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Pulse Storm Launcher for WordPress


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I’m happy to announce the immediate availability of the Pulse Storm Launcher UI enhancement for WordPress, including integrations with WooCommerce and WP eCommerce. The source is currently available on GitHub, and I’m hoping to carve out some time to get it submitted to the official WordPress plugin directory.

If you’re not familiar with the Magento version of this plugin, it’s an application launcher that allows quick, keyboard only searching of your WordPress admin and store. Since a picture’s worth 1,000 words, please consider this 4 minute screencast the explainer novel.

Pulse Storm Launcher for WordPress from Alan Storm on Vimeo.

Back to WordPress

It’s been an interesting experience flexing some long atrophied WordPress muscles — despite outside appearances there’s content on that was originally written in WordPress. In 2009 I wrote a PHP shim application that fetches content from the various CMS systems I’ve used over the years. Beyond the programming exercise, this shim application lets me switch back and forth between systems without having to do a giant import/export. I also chose WordPress when I moved my personal Portland site off of Square Space (albeit, published statically via a WP-Cli command).

Although I couldn’t have put it into the same words back then, in 2009 I was looking for a platform, and WordPress was in the running until Magento came along. At the time I was a little skeptical of the old cruft and code their backward compatible religion seemed to encourage.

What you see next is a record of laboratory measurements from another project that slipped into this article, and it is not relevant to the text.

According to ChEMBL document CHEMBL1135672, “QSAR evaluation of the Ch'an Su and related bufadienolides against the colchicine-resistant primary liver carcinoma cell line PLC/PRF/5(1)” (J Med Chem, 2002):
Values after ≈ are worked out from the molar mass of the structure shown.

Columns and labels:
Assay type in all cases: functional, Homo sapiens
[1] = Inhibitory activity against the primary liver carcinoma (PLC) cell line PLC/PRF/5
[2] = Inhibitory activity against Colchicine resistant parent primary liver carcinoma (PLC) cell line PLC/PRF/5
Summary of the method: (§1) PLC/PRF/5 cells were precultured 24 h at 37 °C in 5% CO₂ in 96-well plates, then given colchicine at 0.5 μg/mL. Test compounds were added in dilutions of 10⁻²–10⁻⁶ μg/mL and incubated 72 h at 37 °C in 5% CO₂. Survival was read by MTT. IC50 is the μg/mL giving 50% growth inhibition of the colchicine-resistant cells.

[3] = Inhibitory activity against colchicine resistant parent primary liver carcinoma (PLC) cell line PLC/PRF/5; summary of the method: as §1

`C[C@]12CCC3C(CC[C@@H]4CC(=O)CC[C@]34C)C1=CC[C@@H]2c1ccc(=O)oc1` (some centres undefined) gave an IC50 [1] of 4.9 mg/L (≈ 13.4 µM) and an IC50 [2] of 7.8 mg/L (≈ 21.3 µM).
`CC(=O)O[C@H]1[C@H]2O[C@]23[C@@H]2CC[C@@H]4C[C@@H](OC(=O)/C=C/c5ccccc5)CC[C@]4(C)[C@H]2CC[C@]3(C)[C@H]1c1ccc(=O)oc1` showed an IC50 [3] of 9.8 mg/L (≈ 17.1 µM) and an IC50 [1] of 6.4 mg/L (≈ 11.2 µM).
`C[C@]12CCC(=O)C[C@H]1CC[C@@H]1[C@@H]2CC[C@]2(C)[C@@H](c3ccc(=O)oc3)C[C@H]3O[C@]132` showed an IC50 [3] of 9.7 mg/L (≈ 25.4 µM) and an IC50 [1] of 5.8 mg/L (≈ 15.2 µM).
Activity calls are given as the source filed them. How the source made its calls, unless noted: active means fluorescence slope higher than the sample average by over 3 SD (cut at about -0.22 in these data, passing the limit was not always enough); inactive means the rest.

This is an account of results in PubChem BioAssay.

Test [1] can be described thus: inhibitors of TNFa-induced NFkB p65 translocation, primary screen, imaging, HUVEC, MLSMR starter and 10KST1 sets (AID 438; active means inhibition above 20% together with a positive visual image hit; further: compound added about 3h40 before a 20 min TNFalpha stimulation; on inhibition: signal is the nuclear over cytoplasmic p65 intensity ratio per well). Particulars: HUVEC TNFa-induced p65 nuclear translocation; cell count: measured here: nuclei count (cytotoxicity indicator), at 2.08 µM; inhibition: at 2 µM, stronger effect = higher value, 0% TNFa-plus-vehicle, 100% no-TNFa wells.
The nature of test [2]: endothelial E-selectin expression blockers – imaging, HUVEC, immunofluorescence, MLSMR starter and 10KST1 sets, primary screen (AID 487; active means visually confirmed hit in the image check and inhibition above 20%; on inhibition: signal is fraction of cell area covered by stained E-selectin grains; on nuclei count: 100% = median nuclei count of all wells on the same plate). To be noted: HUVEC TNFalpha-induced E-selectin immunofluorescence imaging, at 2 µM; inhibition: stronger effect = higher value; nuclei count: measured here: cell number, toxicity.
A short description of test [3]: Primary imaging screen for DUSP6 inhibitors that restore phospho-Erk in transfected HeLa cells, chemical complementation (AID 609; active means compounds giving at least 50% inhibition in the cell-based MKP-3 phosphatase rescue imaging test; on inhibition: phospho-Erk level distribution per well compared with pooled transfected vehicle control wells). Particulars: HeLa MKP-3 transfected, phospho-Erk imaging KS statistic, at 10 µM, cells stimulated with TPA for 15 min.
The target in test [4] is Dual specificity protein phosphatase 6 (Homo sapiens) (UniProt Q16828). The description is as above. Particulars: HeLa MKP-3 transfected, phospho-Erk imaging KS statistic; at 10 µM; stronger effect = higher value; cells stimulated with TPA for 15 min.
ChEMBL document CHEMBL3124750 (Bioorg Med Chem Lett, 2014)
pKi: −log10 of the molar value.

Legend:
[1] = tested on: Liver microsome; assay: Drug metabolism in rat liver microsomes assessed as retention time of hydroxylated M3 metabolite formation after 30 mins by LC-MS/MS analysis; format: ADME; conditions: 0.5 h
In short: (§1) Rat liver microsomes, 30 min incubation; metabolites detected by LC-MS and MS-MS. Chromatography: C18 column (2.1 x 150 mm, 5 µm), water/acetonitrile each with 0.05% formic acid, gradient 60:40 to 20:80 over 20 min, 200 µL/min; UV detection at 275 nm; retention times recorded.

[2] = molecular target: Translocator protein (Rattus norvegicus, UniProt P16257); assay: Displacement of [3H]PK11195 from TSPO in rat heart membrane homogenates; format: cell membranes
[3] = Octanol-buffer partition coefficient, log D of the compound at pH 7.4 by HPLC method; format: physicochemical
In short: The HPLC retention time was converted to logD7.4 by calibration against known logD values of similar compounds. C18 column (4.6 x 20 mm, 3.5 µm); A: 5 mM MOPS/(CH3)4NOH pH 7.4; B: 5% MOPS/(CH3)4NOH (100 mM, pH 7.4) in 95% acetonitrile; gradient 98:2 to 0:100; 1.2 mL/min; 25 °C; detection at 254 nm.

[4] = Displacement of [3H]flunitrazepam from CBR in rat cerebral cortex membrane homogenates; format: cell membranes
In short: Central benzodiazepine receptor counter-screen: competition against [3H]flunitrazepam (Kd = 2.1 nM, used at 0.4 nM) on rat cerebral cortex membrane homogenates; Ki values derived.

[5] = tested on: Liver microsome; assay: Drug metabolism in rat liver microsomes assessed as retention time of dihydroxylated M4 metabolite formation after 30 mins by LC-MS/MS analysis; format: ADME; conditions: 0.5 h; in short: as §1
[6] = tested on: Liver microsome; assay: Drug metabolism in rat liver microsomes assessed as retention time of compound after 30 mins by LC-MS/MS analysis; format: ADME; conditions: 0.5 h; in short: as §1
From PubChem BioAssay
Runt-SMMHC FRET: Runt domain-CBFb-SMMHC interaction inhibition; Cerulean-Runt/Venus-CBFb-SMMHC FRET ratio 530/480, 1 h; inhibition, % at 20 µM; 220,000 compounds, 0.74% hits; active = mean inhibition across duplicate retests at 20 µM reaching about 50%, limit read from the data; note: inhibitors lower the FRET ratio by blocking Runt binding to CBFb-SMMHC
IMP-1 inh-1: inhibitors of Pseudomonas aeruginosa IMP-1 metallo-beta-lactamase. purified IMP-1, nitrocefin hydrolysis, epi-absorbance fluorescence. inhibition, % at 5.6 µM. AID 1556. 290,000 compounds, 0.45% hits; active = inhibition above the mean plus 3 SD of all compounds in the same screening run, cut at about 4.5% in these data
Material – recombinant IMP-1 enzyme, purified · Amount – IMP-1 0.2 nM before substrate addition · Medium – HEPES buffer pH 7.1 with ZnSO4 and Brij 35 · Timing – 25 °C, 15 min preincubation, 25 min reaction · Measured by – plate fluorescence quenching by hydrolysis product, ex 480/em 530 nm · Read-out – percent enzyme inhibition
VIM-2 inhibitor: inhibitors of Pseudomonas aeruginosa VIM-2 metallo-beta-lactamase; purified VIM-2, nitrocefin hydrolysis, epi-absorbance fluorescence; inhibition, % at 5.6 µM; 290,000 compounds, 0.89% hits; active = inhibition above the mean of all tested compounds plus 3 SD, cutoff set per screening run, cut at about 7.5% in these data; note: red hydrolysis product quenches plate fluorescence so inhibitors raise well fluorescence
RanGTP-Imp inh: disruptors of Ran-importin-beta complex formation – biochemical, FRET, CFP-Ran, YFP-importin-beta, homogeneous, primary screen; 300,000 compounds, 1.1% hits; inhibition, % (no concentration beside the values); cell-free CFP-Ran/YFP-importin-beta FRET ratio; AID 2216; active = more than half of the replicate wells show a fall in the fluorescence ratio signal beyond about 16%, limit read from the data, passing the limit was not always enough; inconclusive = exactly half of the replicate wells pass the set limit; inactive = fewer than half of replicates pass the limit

Seven years later, with a little more systems programming under my belt, I’m significantly impressed with the trade-offs the Wordprss teams have made to keep moving the platform forward while ensuring it remains a collaborative enviornment for the community. Their event based programming (action and filter hooks) has proven a resilient system for plugin developers, and a fertile ground for functional programming in PHP.

The recent (and ongoing) work on the RESTful API is a boon for anyone doing javascript work with WordPress. Its also a nice way for returning-to-the-platform plugin developers (cough) to get at structured data without needing to wade through a decade of post querying code.

All in all, coming back to WordPress felt like visiting the opposite trailhead on that path not taken all those years ago. I’m still available for all your Magento consulting needs, but I do hope the work and business gods conspire to land some more WordPress projects in my inbox.

Originally published August 10, 2016

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Originally Posted: 10th August 2016